At this point, I’ll add that I don’t personally follow the Three-Act Structure template. I like my stories to be more character-driven and this focuses on plot too much. My characters lead me on their quest and I record it. I don’t usually plan ahead, and this makes following a structure a little more difficult. I do think this template makes a good point about how the book is divided into the beginning, middle, and end; and ensures you have the right amount of tension in each section. I think it makes writers take a stronger look at what they’ve created (plot-wise) and see if it follows the general trend. There are other plot-templates, this is just one. You see the term thrown around a lot with screenplays, but it’s applied to books as well.

Now we’ve established that I write by the seat of my pants and don’t consciously follow any real guide when I write. (With the exception of the Lexi Frost & Thousand Words series of novels, which I have a very vague outline for that should last me through about twelve books. I set things up books in advance with those.) I just sit down and start writing because I don’t want to get bogged down in needing to follow a format or structure. I don’t want to distract myself and dampen my creativity. However, if you’ve written 25,000 words and your character hasn’t left home yet to start his quest, maybe structure will provide a little guidance.

For this book, as it was with Be Careful What You Wish For, I hit that Point of No Return well before the quarter-mark the template usually suggests. It’s still farther along than I want it to be. I can provide little hooks to maintain interest until the reader gets there, but should I?

Let’s move on to look at Act I: The Beginning AKA what’s going on before the character hits The Point of No Return. Typically, it’s introducing the characters, the world, establishing the tone and voice, providing the conflict and showing what the stakes are.

Did I do that? Yes. So why am I complaining? Because it’s what I do. Deal with it.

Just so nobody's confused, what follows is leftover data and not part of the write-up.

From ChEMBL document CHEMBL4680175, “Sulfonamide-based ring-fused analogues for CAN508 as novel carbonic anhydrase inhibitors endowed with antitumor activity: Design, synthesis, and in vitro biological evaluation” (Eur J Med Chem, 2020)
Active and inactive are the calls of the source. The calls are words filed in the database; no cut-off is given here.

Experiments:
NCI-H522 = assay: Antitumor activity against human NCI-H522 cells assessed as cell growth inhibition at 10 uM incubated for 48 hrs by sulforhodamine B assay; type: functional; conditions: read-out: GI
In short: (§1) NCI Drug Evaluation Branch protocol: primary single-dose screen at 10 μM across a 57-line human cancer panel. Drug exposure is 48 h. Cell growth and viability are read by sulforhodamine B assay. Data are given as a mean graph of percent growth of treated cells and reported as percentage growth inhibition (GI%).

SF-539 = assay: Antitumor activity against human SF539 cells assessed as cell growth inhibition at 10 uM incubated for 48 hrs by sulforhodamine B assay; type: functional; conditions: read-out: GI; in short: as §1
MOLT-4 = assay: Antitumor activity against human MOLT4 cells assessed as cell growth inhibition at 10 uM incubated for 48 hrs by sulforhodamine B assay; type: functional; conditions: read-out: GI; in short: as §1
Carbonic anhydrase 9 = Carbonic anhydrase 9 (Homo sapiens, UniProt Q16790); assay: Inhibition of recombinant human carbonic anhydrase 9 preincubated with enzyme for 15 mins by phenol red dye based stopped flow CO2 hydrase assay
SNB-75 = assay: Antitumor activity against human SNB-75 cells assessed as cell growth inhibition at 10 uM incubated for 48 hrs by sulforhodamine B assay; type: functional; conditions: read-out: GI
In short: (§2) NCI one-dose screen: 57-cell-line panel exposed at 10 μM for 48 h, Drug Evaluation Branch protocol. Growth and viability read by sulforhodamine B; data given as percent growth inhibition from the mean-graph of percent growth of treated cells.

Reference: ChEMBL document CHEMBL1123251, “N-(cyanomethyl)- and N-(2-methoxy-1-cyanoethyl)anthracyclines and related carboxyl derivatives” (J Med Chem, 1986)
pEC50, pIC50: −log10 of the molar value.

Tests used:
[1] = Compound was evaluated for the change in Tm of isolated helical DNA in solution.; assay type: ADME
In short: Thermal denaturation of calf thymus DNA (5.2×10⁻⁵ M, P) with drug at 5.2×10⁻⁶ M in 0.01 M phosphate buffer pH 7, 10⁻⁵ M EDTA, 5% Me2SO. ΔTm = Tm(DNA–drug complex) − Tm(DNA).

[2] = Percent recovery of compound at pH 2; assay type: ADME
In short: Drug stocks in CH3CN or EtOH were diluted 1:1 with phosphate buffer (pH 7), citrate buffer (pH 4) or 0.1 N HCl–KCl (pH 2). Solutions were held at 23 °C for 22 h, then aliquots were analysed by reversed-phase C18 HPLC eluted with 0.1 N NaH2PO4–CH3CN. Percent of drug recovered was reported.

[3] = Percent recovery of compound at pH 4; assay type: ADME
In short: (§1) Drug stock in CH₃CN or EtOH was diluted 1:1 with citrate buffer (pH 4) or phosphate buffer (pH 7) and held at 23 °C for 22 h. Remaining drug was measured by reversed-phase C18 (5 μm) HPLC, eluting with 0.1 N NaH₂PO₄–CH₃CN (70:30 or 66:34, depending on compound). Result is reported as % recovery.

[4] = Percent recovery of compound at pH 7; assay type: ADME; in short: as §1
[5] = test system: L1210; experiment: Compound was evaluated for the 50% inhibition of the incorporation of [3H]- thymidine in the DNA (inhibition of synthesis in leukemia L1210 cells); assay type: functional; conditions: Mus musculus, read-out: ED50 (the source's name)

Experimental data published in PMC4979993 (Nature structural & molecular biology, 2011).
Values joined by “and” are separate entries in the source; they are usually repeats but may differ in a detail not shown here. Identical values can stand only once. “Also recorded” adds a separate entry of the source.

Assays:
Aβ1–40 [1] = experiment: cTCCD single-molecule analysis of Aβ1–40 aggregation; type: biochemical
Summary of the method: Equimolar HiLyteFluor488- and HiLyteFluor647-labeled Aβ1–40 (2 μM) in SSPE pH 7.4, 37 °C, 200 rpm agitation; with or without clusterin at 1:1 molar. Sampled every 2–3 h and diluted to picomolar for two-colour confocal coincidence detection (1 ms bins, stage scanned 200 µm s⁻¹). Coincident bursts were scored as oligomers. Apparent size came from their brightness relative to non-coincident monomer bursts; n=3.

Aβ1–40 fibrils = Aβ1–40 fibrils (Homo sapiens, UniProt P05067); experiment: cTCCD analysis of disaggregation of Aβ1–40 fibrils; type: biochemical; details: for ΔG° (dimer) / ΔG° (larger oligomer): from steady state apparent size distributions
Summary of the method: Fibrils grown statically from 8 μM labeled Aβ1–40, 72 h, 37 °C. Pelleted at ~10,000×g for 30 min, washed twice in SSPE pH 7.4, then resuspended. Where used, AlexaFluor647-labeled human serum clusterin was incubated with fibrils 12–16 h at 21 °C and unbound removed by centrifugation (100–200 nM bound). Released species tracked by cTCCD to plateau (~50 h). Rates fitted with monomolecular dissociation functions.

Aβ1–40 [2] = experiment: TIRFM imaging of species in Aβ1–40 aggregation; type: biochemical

Fine, so I want my The Point of No Return to be earlier in the book. Choices? Toss chapters 1 & 2 and fit the pertinent information into flashbacks, conversations, etc. (No, I won’t do an infodump, that’s sloppy.) There’s too much to easily fit in, and the reader will need this information before The Point of No Return, further complicating that option. All right, time to look at those first two chapters with a hyper-critical eye.

This time everything is suspect to important questions and I have a ‘take no prisoners’ policy in my mind. Does the reader really need to know this? Does the reader need to know this now? Everything that doesn’t receive two thumbs-up either needs to be moved or outright chucked. I can develop the main characters just fine starting from chapter 3. Can I eliminate enough to merge chapters 1 & 2? That would move my character’s Point of No Return up quite a bit. Can I do that without sacrificing the story’s tone and voice? Will it make readability suffer?

I’m skeptical I can trim and move that much, but we’ll see. Part of the point is showing how a comfortable, stable life is slowly turning upside-down. You can’t rush comfortable and stable too much without it showing. There’s one way to really find out: save a copy of the original work and just do it. See what the result is when I go in there with my pen/sword and start slashing. I can re-add bits, or return to the original version if I need to. At least I’ll know I made an effort to make the story as exciting as I could for my reader.